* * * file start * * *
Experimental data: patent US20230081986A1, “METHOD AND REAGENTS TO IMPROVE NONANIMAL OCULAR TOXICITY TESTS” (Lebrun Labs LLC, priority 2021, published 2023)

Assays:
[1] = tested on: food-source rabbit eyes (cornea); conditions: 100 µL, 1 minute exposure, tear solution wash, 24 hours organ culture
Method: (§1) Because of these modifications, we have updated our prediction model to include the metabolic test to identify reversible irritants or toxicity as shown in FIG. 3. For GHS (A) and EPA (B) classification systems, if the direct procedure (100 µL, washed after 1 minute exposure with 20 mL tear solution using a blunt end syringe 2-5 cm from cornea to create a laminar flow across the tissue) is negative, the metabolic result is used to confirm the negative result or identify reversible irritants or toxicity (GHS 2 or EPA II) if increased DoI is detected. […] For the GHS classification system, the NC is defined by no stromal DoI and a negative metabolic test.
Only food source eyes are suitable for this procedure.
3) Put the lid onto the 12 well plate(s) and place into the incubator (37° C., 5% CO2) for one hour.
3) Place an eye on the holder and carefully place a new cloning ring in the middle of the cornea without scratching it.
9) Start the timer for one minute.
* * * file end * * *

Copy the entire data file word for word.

Experimental data: patent US20230081986A1, “METHOD AND REAGENTS TO IMPROVE NONANIMAL OCULAR TOXICITY TESTS” (Lebrun Labs LLC, priority 2021, published 2023)

Assays:
[1] = tested on: food-source rabbit eyes (cornea); conditions: 100 µL, 1 minute exposure, tear solution wash, 24 hours organ culture
Method: (§1) Because of these modifications, we have updated our prediction model to include the metabolic test to identify reversible irritants or toxicity as shown in FIG. 3. For GHS (A) and EPA (B) classification systems, if the direct procedure (100 µL, washed after 1 minute exposure with 20 mL tear solution using a blunt end syringe 2-5 cm from cornea to create a laminar flow across the tissue) is negative, the metabolic result is used to confirm the negative result or identify reversible irritants or toxicity (GHS 2 or EPA II) if increased DoI is detected. […] For the GHS classification system, the NC is defined by no stromal DoI and a negative metabolic test.
Only food source eyes are suitable for this procedure.
3) Put the lid onto the 12 well plate(s) and place into the incubator (37° C., 5% CO2) for one hour.
3) Place an eye on the holder and carefully place a new cloning ring in the middle of the cornea without scratching it.
9) Start the timer for one minute.